However in the exchanges with Miranda I couldn't pretend I wasn't excited by my own fantasies too and stayed online for another hour looking at various items that I imagined her wearing for me. There was a lace bralette and lingerie set, delicately embroidered and none too expensive, available in both white and black. There was an Indigo lace bodice that was a bit pricier, but that met with a fantasy I recall having as a teenager after looking at a model in one of my father's magazines. Yet at the same time the process brought to mind a memory of my older sister's comics, where she would sit and cut out various dresses and choose which one best suited the model: there I was twenty-five years later doing exactly that with a live woman, using virtual technology. It felt both oddly arousing and no less disturbing as I well knew that advances in technology had a bad habit of impinging upon the nature of prohibition. I would remember with Jake and others looking at magazines at night with a torch in the woods; now I would occasionally catch kids watching porn on their mobiles while I was trying to get them to memorise a few lines of an Arthur Miller play. Was I in the process of allowing technology to move me beyond my own sense of propriety? I have probably seen myself as curious but respectful, interested in other people's lives but not to the point of violating them, and yet here I was arranging an assignation with a sex worker whom I was sure had already slept with my friend. Or was I finally not so curious about whether Jake had slept with her but was using it as an excuse to take advantage of a situation that I could claim happened contingently: meeting Miranda on a train journey? It is interesting that profound desire meets with mixed motives, while relative indifference can claim the assertiveness of the unambiguous. If it is cold outside I put on a coat and a scarf; I don't muse over at all my motives for doing so and life would be a very slow process indeed if every decision we had to make demanded working through all the manifestations. But desire goes beyond the bounds of necessary action, and beyond the realm of ready motivation, as I wondered what I was doing and could find no easy answer. It felt more compulsive than motivated: I wanted to sleep with Miranda.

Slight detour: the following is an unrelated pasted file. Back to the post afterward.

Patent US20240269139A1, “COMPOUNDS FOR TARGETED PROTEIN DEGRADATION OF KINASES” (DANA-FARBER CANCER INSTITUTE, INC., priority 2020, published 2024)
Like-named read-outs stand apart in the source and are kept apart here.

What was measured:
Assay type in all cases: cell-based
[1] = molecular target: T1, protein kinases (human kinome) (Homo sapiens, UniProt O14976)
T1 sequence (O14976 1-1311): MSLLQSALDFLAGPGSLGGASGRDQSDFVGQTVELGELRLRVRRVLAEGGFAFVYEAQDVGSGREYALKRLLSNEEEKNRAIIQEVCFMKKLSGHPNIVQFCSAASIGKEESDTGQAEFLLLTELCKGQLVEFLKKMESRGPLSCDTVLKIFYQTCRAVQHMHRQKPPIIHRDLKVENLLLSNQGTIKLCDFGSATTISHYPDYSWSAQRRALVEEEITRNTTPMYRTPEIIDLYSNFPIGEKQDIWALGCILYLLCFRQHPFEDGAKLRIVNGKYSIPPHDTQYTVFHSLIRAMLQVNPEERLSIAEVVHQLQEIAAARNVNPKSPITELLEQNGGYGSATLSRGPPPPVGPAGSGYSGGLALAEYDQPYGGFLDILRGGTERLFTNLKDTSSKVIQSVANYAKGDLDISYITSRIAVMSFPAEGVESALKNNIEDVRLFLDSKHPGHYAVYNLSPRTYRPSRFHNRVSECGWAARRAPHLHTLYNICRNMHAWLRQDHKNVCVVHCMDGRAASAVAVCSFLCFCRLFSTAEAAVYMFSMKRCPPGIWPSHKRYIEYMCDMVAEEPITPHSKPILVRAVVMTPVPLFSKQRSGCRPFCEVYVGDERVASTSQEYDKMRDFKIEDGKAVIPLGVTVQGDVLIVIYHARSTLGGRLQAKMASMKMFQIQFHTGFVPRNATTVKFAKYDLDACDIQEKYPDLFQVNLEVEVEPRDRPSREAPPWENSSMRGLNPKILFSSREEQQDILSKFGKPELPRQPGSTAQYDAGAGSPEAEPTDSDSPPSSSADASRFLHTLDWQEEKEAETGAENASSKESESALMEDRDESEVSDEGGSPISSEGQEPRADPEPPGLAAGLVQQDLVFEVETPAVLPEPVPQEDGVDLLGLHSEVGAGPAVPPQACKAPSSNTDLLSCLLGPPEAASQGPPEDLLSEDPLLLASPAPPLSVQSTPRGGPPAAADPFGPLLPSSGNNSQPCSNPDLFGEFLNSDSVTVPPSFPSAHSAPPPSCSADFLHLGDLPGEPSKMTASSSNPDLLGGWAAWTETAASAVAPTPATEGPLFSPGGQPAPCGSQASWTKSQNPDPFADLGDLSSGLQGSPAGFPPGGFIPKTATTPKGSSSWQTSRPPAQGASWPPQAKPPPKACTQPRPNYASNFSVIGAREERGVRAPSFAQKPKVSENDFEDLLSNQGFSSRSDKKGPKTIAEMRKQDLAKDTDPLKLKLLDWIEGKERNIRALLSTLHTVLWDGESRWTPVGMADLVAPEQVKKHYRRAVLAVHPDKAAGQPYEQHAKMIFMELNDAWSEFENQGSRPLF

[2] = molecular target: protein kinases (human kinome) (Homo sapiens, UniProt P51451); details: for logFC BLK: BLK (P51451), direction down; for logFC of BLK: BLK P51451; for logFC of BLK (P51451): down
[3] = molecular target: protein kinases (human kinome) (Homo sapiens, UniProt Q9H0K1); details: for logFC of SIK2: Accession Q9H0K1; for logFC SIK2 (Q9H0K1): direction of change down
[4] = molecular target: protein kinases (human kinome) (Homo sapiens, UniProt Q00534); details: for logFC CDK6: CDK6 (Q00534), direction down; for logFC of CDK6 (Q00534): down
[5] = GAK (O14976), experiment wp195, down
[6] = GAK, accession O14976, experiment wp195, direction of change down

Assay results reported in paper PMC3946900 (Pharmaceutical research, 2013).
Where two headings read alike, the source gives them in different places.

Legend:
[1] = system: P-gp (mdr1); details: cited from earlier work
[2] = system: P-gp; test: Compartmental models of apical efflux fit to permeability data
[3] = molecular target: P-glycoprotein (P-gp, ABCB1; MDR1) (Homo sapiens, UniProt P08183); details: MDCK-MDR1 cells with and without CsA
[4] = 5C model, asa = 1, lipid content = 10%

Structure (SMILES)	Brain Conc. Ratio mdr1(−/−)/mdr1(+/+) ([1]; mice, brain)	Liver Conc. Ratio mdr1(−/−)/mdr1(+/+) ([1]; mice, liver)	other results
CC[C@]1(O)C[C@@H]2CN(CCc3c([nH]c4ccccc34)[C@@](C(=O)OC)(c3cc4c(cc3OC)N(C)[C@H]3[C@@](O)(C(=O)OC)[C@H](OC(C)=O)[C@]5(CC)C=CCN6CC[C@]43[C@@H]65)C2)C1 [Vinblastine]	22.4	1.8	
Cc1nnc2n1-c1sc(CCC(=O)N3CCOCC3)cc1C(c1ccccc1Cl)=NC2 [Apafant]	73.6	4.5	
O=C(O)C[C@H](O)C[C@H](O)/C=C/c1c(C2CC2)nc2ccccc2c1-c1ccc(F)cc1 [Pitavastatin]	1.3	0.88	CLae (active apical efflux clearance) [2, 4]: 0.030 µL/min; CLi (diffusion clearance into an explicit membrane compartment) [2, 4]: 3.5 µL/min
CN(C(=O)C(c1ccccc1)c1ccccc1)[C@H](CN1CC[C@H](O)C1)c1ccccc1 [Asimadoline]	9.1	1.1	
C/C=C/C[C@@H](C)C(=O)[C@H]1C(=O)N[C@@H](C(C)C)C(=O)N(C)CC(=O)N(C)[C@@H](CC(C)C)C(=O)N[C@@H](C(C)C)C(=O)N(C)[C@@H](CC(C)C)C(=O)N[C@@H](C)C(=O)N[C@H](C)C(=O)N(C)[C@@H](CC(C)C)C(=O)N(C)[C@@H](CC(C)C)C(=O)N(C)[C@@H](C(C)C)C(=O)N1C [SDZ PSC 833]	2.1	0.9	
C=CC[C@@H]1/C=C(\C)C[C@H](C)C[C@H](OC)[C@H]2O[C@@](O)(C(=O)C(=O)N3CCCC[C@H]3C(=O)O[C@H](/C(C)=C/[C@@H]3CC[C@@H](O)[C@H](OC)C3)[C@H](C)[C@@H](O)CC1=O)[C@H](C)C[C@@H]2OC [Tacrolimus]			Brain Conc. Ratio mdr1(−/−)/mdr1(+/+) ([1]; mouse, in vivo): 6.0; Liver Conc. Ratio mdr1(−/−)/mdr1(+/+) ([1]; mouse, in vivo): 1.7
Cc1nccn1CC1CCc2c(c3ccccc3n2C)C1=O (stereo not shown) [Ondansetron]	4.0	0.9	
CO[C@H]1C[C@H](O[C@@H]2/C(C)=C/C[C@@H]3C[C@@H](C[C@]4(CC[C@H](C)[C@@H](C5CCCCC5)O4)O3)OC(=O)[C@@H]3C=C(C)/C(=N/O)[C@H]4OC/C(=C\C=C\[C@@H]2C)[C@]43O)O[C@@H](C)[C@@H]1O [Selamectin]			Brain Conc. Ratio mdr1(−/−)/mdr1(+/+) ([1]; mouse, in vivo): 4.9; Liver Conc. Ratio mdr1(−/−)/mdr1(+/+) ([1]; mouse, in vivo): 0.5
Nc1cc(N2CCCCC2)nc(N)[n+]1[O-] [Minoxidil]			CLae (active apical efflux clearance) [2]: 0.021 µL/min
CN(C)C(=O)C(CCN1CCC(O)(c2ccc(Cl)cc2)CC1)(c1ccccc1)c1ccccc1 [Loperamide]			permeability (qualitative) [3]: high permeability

I emailed her back that evening saying we should meet the following afternoon at the hotel she would still be staying in, and which I would be paying for. I added that she should wear what she thought would appeal to me, and that I would meet her in the hotel cafe bar. I didn't sleep well that night, as though the anticipation of the next day mingled with the problematic feeling that I was betraying a friend and paying a woman for sex. They weren't by most people's reckoning morally commendable acts - and I think for a long time I had seen myself as a morally commendable person, at least since my teen years. I got out of marketing as quickly as financial necessity allowed, I had never slept with a colleague at work, had never been other than diligent when marking student essays, would always devote as much time as I could manage to extracurricular activities, and had played a fatherly role to various students who were suffering emotional neglect at home. In my head, I was one of the good guys, even if a couple of ex-girlfriends might have questioned that self-definition. Yet I had never cheated on them, never lied. That night as I slept restlessly and woke up too early, I must have known I was overstepping a mark, crossing a line, violating a principle. But what happens if you don't know where the line is; if you only know that you will know after you have crossed it - should you retreat from merely an apprehension?